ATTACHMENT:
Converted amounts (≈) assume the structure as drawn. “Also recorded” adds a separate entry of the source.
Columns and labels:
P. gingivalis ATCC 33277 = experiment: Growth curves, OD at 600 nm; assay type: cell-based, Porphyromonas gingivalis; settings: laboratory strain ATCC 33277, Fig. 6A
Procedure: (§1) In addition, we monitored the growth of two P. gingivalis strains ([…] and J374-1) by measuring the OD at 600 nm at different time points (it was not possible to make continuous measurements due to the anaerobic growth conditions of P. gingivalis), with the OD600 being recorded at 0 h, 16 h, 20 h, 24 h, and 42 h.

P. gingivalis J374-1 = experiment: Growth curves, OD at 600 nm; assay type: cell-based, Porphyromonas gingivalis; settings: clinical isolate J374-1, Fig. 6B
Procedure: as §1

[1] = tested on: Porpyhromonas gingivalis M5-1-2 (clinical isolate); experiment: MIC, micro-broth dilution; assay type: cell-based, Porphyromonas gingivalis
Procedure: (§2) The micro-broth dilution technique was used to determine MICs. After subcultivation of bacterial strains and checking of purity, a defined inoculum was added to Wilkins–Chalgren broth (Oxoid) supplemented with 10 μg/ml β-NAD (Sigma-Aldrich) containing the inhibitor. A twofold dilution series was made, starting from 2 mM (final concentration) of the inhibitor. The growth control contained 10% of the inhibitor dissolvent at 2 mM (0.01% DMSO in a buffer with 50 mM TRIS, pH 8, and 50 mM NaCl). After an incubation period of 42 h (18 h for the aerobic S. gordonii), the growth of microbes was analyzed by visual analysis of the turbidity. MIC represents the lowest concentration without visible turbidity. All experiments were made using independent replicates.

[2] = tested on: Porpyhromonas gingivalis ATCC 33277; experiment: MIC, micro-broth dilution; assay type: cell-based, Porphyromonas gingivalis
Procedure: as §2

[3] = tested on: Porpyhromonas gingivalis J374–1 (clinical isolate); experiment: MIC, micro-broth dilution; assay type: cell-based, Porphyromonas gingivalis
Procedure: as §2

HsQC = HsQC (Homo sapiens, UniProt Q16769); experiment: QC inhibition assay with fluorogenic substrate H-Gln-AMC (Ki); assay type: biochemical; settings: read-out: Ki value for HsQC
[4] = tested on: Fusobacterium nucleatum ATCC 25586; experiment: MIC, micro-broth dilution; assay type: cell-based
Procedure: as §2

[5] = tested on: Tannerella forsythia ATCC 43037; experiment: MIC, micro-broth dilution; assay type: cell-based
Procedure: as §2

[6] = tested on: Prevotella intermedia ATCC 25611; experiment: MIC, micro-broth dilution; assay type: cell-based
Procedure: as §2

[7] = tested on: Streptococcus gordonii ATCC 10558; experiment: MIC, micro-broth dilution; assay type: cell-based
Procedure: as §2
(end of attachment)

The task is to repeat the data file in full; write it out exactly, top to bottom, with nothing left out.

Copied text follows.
Converted amounts (≈) assume the structure as drawn. “Also recorded” adds a separate entry of the source.
Columns and labels:
P. gingivalis ATCC 33277 = experiment: Growth curves, OD at 600 nm; assay type: cell-based, Porphyromonas gingivalis; settings: laboratory strain ATCC 33277, Fig. 6A
Procedure: (§1) In addition, we monitored the growth of two P. gingivalis strains ([…] and J374-1) by measuring the OD at 600 nm at different time points (it was not possible to make continuous measurements due to the anaerobic growth conditions of P. gingivalis), with the OD600 being recorded at 0 h, 16 h, 20 h, 24 h, and 42 h.

P. gingivalis J374-1 = experiment: Growth curves, OD at 600 nm; assay type: cell-based, Porphyromonas gingivalis; settings: clinical isolate J374-1, Fig. 6B
Procedure: as §1

[1] = tested on: Porpyhromonas gingivalis M5-1-2 (clinical isolate); experiment: MIC, micro-broth dilution; assay type: cell-based, Porphyromonas gingivalis
Procedure: (§2) The micro-broth dilution technique was used to determine MICs. After subcultivation of bacterial strains and checking of purity, a defined inoculum was added to Wilkins–Chalgren broth (Oxoid) supplemented with 10 μg/ml β-NAD (Sigma-Aldrich) containing the inhibitor. A twofold dilution series was made, starting from 2 mM (final concentration) of the inhibitor. The growth control contained 10% of the inhibitor dissolvent at 2 mM (0.01% DMSO in a buffer with 50 mM TRIS, pH 8, and 50 mM NaCl). After an incubation period of 42 h (18 h for the aerobic S. gordonii), the growth of microbes was analyzed by visual analysis of the turbidity. MIC represents the lowest concentration without visible turbidity. All experiments were made using independent replicates.

[2] = tested on: Porpyhromonas gingivalis ATCC 33277; experiment: MIC, micro-broth dilution; assay type: cell-based, Porphyromonas gingivalis
Procedure: as §2

[3] = tested on: Porpyhromonas gingivalis J374–1 (clinical isolate); experiment: MIC, micro-broth dilution; assay type: cell-based, Porphyromonas gingivalis
Procedure: as §2

HsQC = HsQC (Homo sapiens, UniProt Q16769); experiment: QC inhibition assay with fluorogenic substrate H-Gln-AMC (Ki); assay type: biochemical; settings: read-out: Ki value for HsQC
[4] = tested on: Fusobacterium nucleatum ATCC 25586; experiment: MIC, micro-broth dilution; assay type: cell-based
Procedure: as §2

[5] = tested on: Tannerella forsythia ATCC 43037; experiment: MIC, micro-broth dilution; assay type: cell-based
Procedure: as §2

[6] = tested on: Prevotella intermedia ATCC 25611; experiment: MIC, micro-broth dilution; assay type: cell-based
Procedure: as §2

[7] = tested on: Streptococcus gordonii ATCC 10558; experiment: MIC, micro-broth dilution; assay type: cell-based
Procedure: as §2